Sex and Relationships Education (SRE) in Schools

A thoughtful and considered approach is essential for this issue.

SRE is compulsory in maintained secondary schools, and primary teachers may judge whether to teach it to primary children in later years. SRE must always be appropriate for the children concerned, in view of their age and religious and cultural background. Schools are required to have regard to the Secretary of State's statutory guidance which makes clear that SRE should ensure young people develop positive values and a moral framework that will guide their decisions, judgments and behaviour.  

It is important to make sure that our young people have the right information and right advice, and that SRE is fit for the world that children live in today. Starting at an early age so that children can understand relationships with one another, is sensible. However, teaching must remain age-appropriate. I understand that the Secretary of State for Education is carefully considering all the options.


I am informed that the Department for Education has been clear that the focus of teaching in primary schools will be on building healthy relationships and teaching young children how to stay safe. It is only when children reach secondary school that they will be taught about healthy adult relationships in more depth, with sex education delivered in that context. This will mean that from an early age children will be taught in an age-appropriate way about how to stay safe, including online, and how to recognise unhealthy relationships.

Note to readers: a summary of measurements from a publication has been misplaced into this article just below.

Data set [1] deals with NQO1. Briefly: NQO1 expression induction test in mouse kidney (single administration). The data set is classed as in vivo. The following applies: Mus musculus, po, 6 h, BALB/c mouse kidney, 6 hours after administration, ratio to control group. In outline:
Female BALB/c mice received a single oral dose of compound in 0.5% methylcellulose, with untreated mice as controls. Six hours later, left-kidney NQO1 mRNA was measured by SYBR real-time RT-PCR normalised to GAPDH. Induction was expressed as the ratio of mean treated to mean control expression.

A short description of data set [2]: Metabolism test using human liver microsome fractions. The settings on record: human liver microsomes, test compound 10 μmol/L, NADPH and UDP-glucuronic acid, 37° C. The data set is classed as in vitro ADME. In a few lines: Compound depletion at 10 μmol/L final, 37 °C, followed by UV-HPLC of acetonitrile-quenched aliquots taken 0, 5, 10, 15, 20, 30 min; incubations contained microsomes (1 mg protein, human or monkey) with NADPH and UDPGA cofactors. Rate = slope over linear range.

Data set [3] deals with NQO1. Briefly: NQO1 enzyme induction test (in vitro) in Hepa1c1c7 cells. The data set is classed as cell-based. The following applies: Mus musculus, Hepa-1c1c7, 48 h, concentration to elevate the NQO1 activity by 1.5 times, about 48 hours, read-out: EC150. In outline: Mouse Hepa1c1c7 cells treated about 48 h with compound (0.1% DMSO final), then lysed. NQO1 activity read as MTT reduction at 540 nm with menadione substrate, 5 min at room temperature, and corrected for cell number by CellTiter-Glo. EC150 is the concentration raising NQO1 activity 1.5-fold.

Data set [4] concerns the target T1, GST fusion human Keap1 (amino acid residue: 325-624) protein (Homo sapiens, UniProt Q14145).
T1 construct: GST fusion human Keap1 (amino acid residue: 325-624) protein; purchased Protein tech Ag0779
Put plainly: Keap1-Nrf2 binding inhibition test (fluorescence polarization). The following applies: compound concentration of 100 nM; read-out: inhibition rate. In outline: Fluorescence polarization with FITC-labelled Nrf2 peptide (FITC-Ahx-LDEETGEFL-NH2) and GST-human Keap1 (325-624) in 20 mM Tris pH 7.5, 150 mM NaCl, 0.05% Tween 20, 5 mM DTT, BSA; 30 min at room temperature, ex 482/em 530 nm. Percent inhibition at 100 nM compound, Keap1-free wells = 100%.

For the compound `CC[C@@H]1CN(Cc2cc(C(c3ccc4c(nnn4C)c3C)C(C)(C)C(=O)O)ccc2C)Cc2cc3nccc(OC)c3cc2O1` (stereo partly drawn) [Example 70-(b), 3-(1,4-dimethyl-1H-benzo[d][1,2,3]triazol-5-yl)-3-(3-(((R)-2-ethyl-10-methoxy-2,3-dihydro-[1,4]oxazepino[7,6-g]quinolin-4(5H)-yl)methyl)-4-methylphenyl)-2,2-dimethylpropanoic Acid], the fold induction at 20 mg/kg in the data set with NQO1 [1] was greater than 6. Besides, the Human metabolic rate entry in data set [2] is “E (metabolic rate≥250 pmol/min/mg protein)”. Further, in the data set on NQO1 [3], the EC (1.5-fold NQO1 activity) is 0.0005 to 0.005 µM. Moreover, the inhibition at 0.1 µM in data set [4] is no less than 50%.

For faith school teaching I am encouraged that the proposals will allow schools the flexibility to decide how they deliver these subjects so that they can do so in way that meets the needs of their local community and, in the case of faith schools, in accordance with their faith. Schools will be required to publish a clear statement of their policy on these subjects and content, and to make this available to parents.

Importantly, parents will retain the right to withdraw children from sex education if they wish.
New clause 15 would place a duty on the Secretary of State to make regulations to introduce Relationships Education in primary schools, and Relationships and Sex Education in secondary schools as new statutory subjects in maintained schools, academies and independent schools. Content would include how to recognise and understand a healthy relationship, bullying, the meaning of consent, and exploitative relationships. The subject would also include teaching about the importance of online safety. 

The new clause would require the Secretary of State to produce guidance that ensures the teaching of Relationships Education and Relationships and Sex Education is age appropriate and is sensitive to the religious background of pupils. It would also give a power to the Secretary of State to make PSHE statutory in primary and secondary maintained schools and academies if considered appropriate in the future.